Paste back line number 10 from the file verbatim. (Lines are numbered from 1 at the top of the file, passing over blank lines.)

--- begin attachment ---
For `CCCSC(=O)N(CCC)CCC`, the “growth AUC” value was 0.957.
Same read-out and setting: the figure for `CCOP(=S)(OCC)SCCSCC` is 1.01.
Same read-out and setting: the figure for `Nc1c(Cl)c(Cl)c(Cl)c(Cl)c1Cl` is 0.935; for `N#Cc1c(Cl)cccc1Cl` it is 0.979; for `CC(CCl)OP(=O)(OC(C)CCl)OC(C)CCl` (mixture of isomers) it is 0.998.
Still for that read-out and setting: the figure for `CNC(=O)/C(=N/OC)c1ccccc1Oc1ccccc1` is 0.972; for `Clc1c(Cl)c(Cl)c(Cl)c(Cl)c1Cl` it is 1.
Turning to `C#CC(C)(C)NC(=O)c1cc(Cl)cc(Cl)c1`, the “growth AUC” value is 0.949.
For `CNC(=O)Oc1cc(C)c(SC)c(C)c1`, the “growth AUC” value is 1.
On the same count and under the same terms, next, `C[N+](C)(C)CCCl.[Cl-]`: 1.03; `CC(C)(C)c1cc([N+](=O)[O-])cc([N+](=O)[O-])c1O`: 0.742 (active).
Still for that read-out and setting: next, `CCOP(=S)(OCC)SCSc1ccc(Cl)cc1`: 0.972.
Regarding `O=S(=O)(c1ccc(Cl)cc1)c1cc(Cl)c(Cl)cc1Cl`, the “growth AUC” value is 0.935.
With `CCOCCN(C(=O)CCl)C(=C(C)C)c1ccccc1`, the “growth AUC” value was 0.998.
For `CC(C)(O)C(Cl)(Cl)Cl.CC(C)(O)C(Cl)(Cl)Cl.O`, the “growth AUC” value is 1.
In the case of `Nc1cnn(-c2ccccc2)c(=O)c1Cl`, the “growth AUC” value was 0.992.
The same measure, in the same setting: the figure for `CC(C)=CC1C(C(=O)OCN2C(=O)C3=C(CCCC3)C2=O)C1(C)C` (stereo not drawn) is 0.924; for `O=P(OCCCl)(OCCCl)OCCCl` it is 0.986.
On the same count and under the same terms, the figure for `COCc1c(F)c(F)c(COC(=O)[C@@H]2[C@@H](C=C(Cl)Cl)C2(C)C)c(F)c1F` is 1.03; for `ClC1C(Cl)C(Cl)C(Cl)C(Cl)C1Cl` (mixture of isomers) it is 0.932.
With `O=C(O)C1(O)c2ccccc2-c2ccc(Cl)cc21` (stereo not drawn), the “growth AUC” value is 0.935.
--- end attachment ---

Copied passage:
With `CCOCCN(C(=O)CCl)C(=C(C)C)c1ccccc1`, the “growth AUC” value was 0.998.